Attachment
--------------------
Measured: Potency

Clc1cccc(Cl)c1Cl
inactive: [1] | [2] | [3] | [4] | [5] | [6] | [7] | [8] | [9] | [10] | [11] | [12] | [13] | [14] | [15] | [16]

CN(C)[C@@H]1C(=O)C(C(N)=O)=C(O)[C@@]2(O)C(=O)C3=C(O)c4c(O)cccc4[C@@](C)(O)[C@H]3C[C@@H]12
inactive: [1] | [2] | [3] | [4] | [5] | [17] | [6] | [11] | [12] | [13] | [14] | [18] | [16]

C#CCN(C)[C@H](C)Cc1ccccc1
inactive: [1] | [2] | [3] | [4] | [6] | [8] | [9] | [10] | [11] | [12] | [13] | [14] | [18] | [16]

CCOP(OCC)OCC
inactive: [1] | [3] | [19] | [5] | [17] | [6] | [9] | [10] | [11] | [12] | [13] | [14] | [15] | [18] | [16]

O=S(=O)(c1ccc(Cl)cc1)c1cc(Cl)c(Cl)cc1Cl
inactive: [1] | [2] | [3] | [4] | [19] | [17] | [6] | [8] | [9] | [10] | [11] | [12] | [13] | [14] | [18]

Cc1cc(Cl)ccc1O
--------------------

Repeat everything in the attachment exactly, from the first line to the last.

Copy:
Measured: Potency

Clc1cccc(Cl)c1Cl
inactive: [1] | [2] | [3] | [4] | [5] | [6] | [7] | [8] | [9] | [10] | [11] | [12] | [13] | [14] | [15] | [16]

CN(C)[C@@H]1C(=O)C(C(N)=O)=C(O)[C@@]2(O)C(=O)C3=C(O)c4c(O)cccc4[C@@](C)(O)[C@H]3C[C@@H]12
inactive: [1] | [2] | [3] | [4] | [5] | [17] | [6] | [11] | [12] | [13] | [14] | [18] | [16]

C#CCN(C)[C@H](C)Cc1ccccc1
inactive: [1] | [2] | [3] | [4] | [6] | [8] | [9] | [10] | [11] | [12] | [13] | [14] | [18] | [16]

CCOP(OCC)OCC
inactive: [1] | [3] | [19] | [5] | [17] | [6] | [9] | [10] | [11] | [12] | [13] | [14] | [15] | [18] | [16]

O=S(=O)(c1ccc(Cl)cc1)c1cc(Cl)c(Cl)cc1Cl
inactive: [1] | [2] | [3] | [4] | [19] | [17] | [6] | [8] | [9] | [10] | [11] | [12] | [13] | [14] | [18]

Cc1cc(Cl)ccc1O